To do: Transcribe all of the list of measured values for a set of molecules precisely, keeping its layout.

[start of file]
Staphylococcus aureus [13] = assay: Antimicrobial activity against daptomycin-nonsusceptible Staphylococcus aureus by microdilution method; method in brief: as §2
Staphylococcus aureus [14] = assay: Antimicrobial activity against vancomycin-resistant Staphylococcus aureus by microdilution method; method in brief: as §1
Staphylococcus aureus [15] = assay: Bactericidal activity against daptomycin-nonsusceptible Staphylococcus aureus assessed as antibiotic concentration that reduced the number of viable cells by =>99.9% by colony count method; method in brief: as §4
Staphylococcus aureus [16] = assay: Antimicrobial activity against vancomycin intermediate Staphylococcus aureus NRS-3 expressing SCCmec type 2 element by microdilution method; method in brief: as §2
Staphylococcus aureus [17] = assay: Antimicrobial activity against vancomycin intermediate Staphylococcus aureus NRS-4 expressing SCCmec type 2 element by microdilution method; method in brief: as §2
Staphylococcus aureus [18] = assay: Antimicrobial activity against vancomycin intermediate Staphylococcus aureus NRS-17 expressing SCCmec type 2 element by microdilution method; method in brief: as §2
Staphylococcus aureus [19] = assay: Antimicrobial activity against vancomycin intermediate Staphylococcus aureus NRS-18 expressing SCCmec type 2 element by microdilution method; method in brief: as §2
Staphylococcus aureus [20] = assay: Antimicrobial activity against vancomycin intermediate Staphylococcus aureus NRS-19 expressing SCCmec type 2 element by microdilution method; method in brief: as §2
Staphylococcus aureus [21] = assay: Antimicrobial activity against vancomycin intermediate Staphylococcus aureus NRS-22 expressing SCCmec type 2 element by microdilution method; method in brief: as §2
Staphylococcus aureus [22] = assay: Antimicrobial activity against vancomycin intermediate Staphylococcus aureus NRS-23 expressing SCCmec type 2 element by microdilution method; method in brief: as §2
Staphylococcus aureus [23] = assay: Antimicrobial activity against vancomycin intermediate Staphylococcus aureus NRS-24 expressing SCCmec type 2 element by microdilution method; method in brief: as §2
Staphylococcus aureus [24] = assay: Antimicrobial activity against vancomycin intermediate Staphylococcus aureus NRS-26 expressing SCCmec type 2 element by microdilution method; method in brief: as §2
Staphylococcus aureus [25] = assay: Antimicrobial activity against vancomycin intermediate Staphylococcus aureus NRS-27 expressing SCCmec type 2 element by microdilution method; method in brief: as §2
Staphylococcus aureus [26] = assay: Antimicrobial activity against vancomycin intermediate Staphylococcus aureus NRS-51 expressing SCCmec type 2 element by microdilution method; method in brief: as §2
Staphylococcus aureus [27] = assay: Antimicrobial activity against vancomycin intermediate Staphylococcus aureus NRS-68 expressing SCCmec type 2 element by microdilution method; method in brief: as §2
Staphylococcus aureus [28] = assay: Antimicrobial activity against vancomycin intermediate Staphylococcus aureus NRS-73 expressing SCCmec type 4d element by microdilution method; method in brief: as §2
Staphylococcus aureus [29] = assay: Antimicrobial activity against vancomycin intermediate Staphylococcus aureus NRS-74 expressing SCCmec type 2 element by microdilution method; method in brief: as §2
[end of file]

Staphylococcus aureus [13] = assay: Antimicrobial activity against daptomycin-nonsusceptible Staphylococcus aureus by microdilution method; method in brief: as §2
Staphylococcus aureus [14] = assay: Antimicrobial activity against vancomycin-resistant Staphylococcus aureus by microdilution method; method in brief: as §1
Staphylococcus aureus [15] = assay: Bactericidal activity against daptomycin-nonsusceptible Staphylococcus aureus assessed as antibiotic concentration that reduced the number of viable cells by =>99.9% by colony count method; method in brief: as §4
Staphylococcus aureus [16] = assay: Antimicrobial activity against vancomycin intermediate Staphylococcus aureus NRS-3 expressing SCCmec type 2 element by microdilution method; method in brief: as §2
Staphylococcus aureus [17] = assay: Antimicrobial activity against vancomycin intermediate Staphylococcus aureus NRS-4 expressing SCCmec type 2 element by microdilution method; method in brief: as §2
Staphylococcus aureus [18] = assay: Antimicrobial activity against vancomycin intermediate Staphylococcus aureus NRS-17 expressing SCCmec type 2 element by microdilution method; method in brief: as §2
Staphylococcus aureus [19] = assay: Antimicrobial activity against vancomycin intermediate Staphylococcus aureus NRS-18 expressing SCCmec type 2 element by microdilution method; method in brief: as §2
Staphylococcus aureus [20] = assay: Antimicrobial activity against vancomycin intermediate Staphylococcus aureus NRS-19 expressing SCCmec type 2 element by microdilution method; method in brief: as §2
Staphylococcus aureus [21] = assay: Antimicrobial activity against vancomycin intermediate Staphylococcus aureus NRS-22 expressing SCCmec type 2 element by microdilution method; method in brief: as §2
Staphylococcus aureus [22] = assay: Antimicrobial activity against vancomycin intermediate Staphylococcus aureus NRS-23 expressing SCCmec type 2 element by microdilution method; method in brief: as §2
Staphylococcus aureus [23] = assay: Antimicrobial activity against vancomycin intermediate Staphylococcus aureus NRS-24 expressing SCCmec type 2 element by microdilution method; method in brief: as §2
Staphylococcus aureus [24] = assay: Antimicrobial activity against vancomycin intermediate Staphylococcus aureus NRS-26 expressing SCCmec type 2 element by microdilution method; method in brief: as §2
Staphylococcus aureus [25] = assay: Antimicrobial activity against vancomycin intermediate Staphylococcus aureus NRS-27 expressing SCCmec type 2 element by microdilution method; method in brief: as §2
Staphylococcus aureus [26] = assay: Antimicrobial activity against vancomycin intermediate Staphylococcus aureus NRS-51 expressing SCCmec type 2 element by microdilution method; method in brief: as §2
Staphylococcus aureus [27] = assay: Antimicrobial activity against vancomycin intermediate Staphylococcus aureus NRS-68 expressing SCCmec type 2 element by microdilution method; method in brief: as §2
Staphylococcus aureus [28] = assay: Antimicrobial activity against vancomycin intermediate Staphylococcus aureus NRS-73 expressing SCCmec type 4d element by microdilution method; method in brief: as §2
Staphylococcus aureus [29] = assay: Antimicrobial activity against vancomycin intermediate Staphylococcus aureus NRS-74 expressing SCCmec type 2 element by microdilution method; method in brief: as §2